With All the Different Views, Depth Perception Hard to Come by in Cubs Coverage
Wanna know a little secret? Sometimes I write after I’ve had an adult beverage or two; heck, sometimes I’ll sip a beer to remove whatever creative barrier might be standing in my way at that particular moment. There is a point, however, at which too much indulgence removes those safeguards that protect my authorial and journalistic decisions.
Despite the fact that some may think that happens to me quite often, those instances are pretty few and far between. But as I was doing a little editing last night and searching for a featured image for this morning’s Rundown, I came across what looked like exactly the error in judgment I seek to avoid.
I typically look to the Chicago Tribune for images; it’s a throwback to my ChicagoNow days, but, more than that, Jose Osorio and Brian Cassella are absolutely fantastic photographers and their work is consistently impeccable. However, with no shots from the Triple Threat Homerpalooza available from them, I had to go slumming.
At the risk of picking up and throwing one of the landscaping stones surrounding my own glass house, I must admit that I treat a visit to the Sun-Times site like a wrong turn into the bad part of town. I lock my computer’s doors and keep an eye out for shady characters, though the CST has gotten better at disguising them. But alas, there I was, searching for a more up to date pic from Tuesday’s game. Needless to say, I didn’t find one.
What I did find was a headline co-opted from a Righteous Brothers song and an accompanying screen-grab from the infamous bar karaoke scene in Top Gun. After shaking my fist in “get off my lawn” indignance (pop culture is my bag, baby!), I realized that not even I would come up with an idea like this that was even nuttier than the crooning Scientologist in the picture.
I knew instantly who would though. Then again, perhaps I should give everyone’s favorite beat writer a break; after all, Rick Telander explained in his exhaustive reply to John Arguello’s Cubs Den post that took the seasoned columnist to task that the writers don’t choose the headlines or pics (I had a bit of a sad when my excoriating open letter didn’t get a similar response). That’s the editor’s job, he said, allowing someone else to step in front of the bus for him. So maybe Mr. Wittenmyer wasn’t really to blame for the absurdity of his column’s presentation.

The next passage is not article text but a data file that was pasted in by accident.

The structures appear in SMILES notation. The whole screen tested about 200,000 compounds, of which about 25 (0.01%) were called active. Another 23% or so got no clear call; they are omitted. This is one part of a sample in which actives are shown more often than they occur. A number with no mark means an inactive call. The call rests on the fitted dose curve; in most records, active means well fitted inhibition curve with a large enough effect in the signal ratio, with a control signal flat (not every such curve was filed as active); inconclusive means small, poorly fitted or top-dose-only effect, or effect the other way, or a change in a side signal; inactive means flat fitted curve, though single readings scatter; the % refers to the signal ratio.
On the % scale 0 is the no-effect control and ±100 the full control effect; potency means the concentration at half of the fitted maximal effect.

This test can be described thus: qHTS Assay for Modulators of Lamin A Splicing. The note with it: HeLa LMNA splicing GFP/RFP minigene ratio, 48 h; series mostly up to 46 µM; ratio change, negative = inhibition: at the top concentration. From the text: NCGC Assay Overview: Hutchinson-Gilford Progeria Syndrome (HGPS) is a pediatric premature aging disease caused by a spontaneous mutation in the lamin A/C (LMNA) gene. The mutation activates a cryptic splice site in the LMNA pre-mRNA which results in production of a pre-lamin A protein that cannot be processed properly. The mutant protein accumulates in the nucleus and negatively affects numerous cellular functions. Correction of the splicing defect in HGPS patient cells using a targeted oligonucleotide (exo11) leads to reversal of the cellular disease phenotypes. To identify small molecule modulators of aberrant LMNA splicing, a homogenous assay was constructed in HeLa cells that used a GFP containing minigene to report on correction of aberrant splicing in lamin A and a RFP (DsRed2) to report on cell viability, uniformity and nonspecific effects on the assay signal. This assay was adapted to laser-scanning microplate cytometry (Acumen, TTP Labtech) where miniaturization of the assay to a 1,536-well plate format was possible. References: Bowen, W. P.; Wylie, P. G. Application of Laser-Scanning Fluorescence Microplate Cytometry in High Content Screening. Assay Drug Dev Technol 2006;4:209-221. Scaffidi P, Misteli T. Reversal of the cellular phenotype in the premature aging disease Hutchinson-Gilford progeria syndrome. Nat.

Then I read the first two lines:
The Cubs had fun for a while Tuesday, showing off their powerful hopes for the future with a flurry of fourth-inning home runs.
But the reality of the moment is that seven games into the spring, they’re still without manager Joe Maddon’s first Cub victory.
It’s entirely possible that the rest of the article completely filled in the non-sequiturial hole dug by the lede, though I admit I didn’t read far enough to find out. I suppose the third sentence did hint at the possibility that exhibition records don’t matter, but twisted that in a way to indicate that they should where the Cubs are concerned.
And as meaningless as spring training might seem, Maddon believes in trying to win in March for the ethic and habits it promotes. He may not be sweating it yet, but he’d like to at least have a few leads to play with so he can make some game moves.
But now I’m getting into a full-on attack, which, I swear, wasn’t the purpose of writing this. My point is that we’re talking about the Cubs’ performance right now through very imperfect lenses. Even those closest to the team may choose, or be forced, to cover angles that have more beauty than depth. Or that appear blurry because there simply isn’t enough of a sample size to accurately focus on the facts.
This is exactly what I wrote about earlier when I exhorted Cubs fans to take it easy (see, Mr. Wittenmyer, clever use of classic songs is MY game!) in terms of the ups and downs that are inevitable with a young and resurgent team. But the journalists know that using emotional leverage is the way to get more views, more clicks, more conversations, and so they remain myopic in terms of how they cover the team at this point.
Imagine Mike Olt as a writer, except without much home run power any longer. I know it’s not easy in times like these for everyone to take a step back and maintain a more panoramic view of the team and the season, but that’s exactly what we need to be doing. Joe Maddon isn’t going to be doing any serious in-game management at this point in the season; that will come later.
If we’re pushing into April and starters are throwing 6+ innings in front of a trimmed roster and things are still looking ugly, then perhaps you can come to me with talk about all the errors. Early spring is a time to work on little things that may not manifest themselves visibly in what often amounts to a playing window of a few innings. Just remember that when you’re reading or breaking down the games and individual performances right now.
That’s not to say that you shouldn’t get excited when you see three of the team’s young stars blasting homers all in a row, but rather that we can’t make conclusions about the season based on just a handful of games, let alone a single contest. But I’ve typed enought and there’s no tenderness like before in my fingertips, so I’m going to sign off now.